Of course, afterwards, I laughed with them, as I shook inside.

This was the first of at least three or four of these experiences, in my teens and early twenties. Casual displays of the brute, immovable power of the determined male body against mine.


I approach the edge of the circle, and feel my way to the right place to stand. There are five police officers, quietly standing on the perimeter in hi-vis vests: three women and two men, one tall as Wayne Carey, with arms crossed. I find a spot a few metres in front and stand still.

People are all around me in shadows and silhouettes. Everyone is evenly spaced, about a body length apart, alone or in clusters. We all stand still, for quite some time. Dogs are here but quiet. Little children are here, many held in their fathers’ arms. They are quiet too. We form a vast, soft mandala around Eurydice’s shrine.

Sadness falls upon us all in a blanket. This was not a flood, or an avalanche. This was a human thing. This should not have happened. 

The city lights blink at us, as we stand in the dark, safe in the multitude.

I hear a bit of noise behind and to my left: two men muttering. They stink a bit - I can smell them as they approach. They’re older than me, or perhaps they just look it, and they’re talking a bit loudly, walking crooked. They look up at the cops as they walk in front.

"How ya goin'?"

“Yep”, responds the tall cop.

They bumble past me and I automatically dart a hand to the top of my bag.

I look back. The tall cop hasn't taken his eye off them.

Eurydice grew up in the local housing commission flats. A decade ago I used to do outreach legal clinics there. It dawns on me that these guys could have been her neighbours.

I fumble with my hand.


Many things have been written about this over the past week, scribbles overlaid across this tiny shrine in a park.

Many of them talk about what we need to teach boys. We need to teach them to respect women, we need to teach them not to be violent, we need to teach them not to be bystanders.


Misogyny is a pyramid.


But I wonder if any of this would have helped Eurydice.

Nobody chooses to do this. Nobody thinks it is a good choice to kill an innocent, weaker person, to attack a stranger and rape them and scare them and hurt them. Nobody ever thinks that is a good choice. We could have the death penalty and it wouldn’t make any difference.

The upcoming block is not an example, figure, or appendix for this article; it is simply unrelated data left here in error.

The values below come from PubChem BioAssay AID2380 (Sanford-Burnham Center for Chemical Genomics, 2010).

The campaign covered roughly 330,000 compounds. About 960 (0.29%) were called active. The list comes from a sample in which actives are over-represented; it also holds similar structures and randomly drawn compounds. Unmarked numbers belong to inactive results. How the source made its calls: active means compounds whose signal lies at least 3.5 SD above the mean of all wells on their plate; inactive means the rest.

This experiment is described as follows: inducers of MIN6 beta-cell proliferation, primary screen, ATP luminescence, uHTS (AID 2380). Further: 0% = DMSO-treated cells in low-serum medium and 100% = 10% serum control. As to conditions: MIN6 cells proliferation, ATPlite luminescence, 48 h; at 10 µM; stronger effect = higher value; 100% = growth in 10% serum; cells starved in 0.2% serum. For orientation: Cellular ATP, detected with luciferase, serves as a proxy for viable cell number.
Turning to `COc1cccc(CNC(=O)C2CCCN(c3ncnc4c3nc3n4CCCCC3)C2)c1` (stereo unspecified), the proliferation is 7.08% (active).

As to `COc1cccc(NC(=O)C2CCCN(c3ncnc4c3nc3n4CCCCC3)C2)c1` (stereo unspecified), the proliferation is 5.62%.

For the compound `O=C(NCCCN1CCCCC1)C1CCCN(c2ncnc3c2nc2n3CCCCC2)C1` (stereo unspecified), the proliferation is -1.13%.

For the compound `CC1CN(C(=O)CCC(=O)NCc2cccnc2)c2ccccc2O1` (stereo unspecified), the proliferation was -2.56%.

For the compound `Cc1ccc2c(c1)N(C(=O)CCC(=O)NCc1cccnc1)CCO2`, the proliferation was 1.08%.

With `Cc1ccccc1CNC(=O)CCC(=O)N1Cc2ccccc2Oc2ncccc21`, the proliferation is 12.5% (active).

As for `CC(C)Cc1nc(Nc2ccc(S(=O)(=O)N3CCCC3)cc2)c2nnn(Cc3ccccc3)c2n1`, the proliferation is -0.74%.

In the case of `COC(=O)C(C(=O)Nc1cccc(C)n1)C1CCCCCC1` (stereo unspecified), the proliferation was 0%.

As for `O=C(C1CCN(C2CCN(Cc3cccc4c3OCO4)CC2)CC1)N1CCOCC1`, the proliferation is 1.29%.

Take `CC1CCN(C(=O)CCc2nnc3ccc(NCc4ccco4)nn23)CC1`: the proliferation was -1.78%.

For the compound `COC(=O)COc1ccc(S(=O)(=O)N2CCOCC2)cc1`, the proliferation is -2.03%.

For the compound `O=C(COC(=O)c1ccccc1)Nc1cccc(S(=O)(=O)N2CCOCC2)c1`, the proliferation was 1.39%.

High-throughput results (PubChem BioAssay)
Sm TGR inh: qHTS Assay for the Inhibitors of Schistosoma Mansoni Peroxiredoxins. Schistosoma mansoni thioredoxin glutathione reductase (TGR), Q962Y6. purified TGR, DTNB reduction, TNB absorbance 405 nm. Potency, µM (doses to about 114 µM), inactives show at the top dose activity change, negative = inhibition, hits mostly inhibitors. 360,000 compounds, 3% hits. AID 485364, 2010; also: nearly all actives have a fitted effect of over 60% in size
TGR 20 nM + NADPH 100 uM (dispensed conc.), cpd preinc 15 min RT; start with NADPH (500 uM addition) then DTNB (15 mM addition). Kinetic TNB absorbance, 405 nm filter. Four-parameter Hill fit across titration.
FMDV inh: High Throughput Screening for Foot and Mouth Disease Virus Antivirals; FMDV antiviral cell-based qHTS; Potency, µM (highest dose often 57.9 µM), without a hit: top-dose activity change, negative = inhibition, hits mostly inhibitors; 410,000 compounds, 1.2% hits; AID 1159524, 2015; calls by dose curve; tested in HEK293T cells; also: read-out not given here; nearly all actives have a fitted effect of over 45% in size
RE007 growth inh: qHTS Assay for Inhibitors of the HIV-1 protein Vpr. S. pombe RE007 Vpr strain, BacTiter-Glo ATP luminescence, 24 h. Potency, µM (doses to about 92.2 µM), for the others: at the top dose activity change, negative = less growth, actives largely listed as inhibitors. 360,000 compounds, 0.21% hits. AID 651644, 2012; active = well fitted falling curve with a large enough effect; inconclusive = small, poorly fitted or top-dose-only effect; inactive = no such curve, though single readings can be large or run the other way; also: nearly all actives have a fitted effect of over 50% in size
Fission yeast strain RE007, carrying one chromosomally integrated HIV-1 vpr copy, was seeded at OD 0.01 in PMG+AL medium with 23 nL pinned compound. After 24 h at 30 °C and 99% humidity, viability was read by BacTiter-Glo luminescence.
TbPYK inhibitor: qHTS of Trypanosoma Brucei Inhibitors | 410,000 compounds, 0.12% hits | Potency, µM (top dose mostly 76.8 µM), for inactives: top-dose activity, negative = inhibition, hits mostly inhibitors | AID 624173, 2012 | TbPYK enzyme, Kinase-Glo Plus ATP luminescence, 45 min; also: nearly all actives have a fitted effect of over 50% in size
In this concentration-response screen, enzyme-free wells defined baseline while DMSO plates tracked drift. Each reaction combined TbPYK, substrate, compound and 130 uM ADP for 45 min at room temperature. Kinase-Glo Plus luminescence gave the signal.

Because brutality like this comes from another place.

So much of what humans do are bad choices, because everything we do is filtered through eyes and ears and bodies and minds. The world that exists through these lenses is barely the world that exists. We live in Plato’s cave.

I wonder what this boy’s lenses were. What shadows he saw on the wall.

I wonder if he was loved. I wonder if he was taught how to love. I wonder if he felt like he belonged anywhere. I wonder if he was angry. I wonder if he was fearful. I wonder if he feared himself.

I wonder why he was out, alone, wandering a park, desperate to do something horrific to make him feel powerful.


I decide to walk around the perimeter of the circle, before I find my friend. I can smell the mud of the soccer field underfoot. They haven’t played since last week. We need to cleanse this space, for them. 

People slowly move in and out. I approach the cemetery road, and there are a few lights, marshalls and media vans. There is a tight huddle in the middle, and around it are young people crying and hugging.

I can’t think about policy right now. I can’t think about prevention, intervention, solution. All I can think about is a 22 year old girl, a police tent in the cold light of day, a pile of flowers where her life used to be.

And a stupid, stupid, angry boy, who gave himself up to the police.


It’s 6.30, and the lights come on, slowly warming up. Life returns to the soccer field. People around me come into focus, children start to squawk, dogs bark. Colours begin to glow in scarves and beanies. My phone dings: it’s my friend, she’s not far away.

I trudge over to the tennis club and find her, clutching her bike. We hug, and both burst into tears. We both have daughters. And she has a son, who she worries about as well.

As we stand and chat, a little boy runs up to us, about three or four, curly-haired and giggling. He runs up and plays peek-a-boo, big shiny brown eyes sparkling from behind fingers covering his face before revealing a wide, shiny grin and a giggle that bursts with joy that only toddlers have hold of. He runs back and forth between his mum and us, knowing he’s entertaining us.

Knowing he is loved.